Ruling

07572-15 Worthington v The Sun

    • Date complaint received

      3rd February 2016

    • Outcome

      No breach - after investigation

    • Code provisions

      9 Reporting of crime

Decision of the Complaints Committee 07572-15 Worthington v The Sun

Summary of complaint

1. Stanley Worthington complained to the Independent Press Standards Organisation that The Sun breached Clause 9 (Reporting of crime) in an article headlined “‘Killer’ on Masterchef”, published on 21 October 2015.

2. The article reported that a suspected serial killer had “served up meatballs to hungry bus drivers” on the television programme “Celebrity Masterchef” alongside a number of celebrities during a segment filmed at the kitchen in which both he and the complainant had worked. It included details of the allegations made against the alleged serial killer. The article included quotations from the alleged serial killer’s family, and screenshots from the programme, where he had appeared next to colleagues. The caption to one of the screenshots identified him standing “behind [a] chef” in the kitchen.

3. The article appeared in largely the same form online, but did not include the photograph of the alleged serial killer standing behind the complainant.

4. The complainant said that he was the “chef” referred to in the caption. He said that he had worked in the kitchen with the alleged serial killer, but had nothing to do with his alleged crimes. The complainant was concerned therefore that he had been identified in breach of Clause 9, and that the newspaper had published the image without his consent.

5. The newspaper did not accept that the photograph breached Clause 9. The article did not suggest in any way that the complainant had been involved with the alleged serial killer. He was not specifically identified in the photo, and was not named or otherwise referred to in the article. Further, the newspaper said that the complainant would have appeared on the programme of his own free will, and the footage showing the alleged serial killer in the same shot had already been seen by several million viewers, given the programme’s popularity. The newspaper also said that the footage remained readily accessible on the internet.

6. The newspaper argued that in any case, the publication of the screenshots was in the public interest because they showed a person accused of serious crimes taking part in a very popular, family-oriented programme. Nonetheless, in order to try to resolve the complaint, the newspaper offered as a gesture of goodwill to blur the complainant’s features in the screenshot.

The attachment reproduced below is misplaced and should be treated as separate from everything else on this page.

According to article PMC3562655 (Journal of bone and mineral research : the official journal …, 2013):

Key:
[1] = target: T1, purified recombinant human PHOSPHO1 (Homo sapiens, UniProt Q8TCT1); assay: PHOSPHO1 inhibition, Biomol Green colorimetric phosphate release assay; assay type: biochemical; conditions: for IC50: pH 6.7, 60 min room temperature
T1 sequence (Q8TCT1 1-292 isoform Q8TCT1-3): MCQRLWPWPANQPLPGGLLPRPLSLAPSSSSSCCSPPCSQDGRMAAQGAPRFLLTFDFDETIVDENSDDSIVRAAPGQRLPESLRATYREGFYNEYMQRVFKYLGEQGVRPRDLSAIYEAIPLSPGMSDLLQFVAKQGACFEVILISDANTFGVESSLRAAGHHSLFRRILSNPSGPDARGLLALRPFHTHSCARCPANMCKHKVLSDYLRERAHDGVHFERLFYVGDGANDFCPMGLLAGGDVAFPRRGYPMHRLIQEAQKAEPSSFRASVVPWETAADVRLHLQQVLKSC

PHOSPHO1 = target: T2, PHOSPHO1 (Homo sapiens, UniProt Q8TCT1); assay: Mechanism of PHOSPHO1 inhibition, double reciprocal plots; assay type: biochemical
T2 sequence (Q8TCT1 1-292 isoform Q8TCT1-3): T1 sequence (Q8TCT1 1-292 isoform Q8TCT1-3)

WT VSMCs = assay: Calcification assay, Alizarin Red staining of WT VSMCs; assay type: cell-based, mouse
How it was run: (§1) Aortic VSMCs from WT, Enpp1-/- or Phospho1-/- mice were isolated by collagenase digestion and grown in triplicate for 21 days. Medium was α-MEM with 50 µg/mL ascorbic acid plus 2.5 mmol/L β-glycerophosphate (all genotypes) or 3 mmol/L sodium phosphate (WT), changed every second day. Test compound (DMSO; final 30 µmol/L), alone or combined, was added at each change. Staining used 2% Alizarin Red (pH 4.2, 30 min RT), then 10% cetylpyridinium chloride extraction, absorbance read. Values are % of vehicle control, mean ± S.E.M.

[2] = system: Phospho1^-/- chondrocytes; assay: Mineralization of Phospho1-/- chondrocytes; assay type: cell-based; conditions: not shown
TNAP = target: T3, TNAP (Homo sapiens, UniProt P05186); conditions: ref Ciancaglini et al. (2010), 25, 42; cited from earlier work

Relevant Code Provisions

7. Clause 9 (Reporting of crime)

i) Relatives or friends of persons convicted or accused of crime should not generally be identified without their consent, unless they are genuinely relevant to the story.

Findings of the Committee

8. The article reported that the alleged serial killer had appeared on a popular television programme. It included the details of the crimes he was alleged to have committed, and his family’s reaction to the allegations. The screenshot which showed the complainant illustrated the alleged serial killer’s appearance on the programme. The complainant, who had only had a professional relationship with the alleged serial killer, had only appeared in the photograph incidentally; the article did not refer to him in any way, and did not specify the nature of his connection to the alleged serial killer beyond referring to him simply as a “chef”. In this context, the Committee found that the complainant had not been identified as a friend or relative of the accused man, and the terms of Clause 9 were not engaged. Further, the terms of Clause 9 do not require that newspapers seek permission to publish photographs of individuals.

Conclusions

9. The complaint was not upheld.

Remedial Action Required

N/A

Date complaint received: 06/11/2015
Date decision issued: 03/02/2016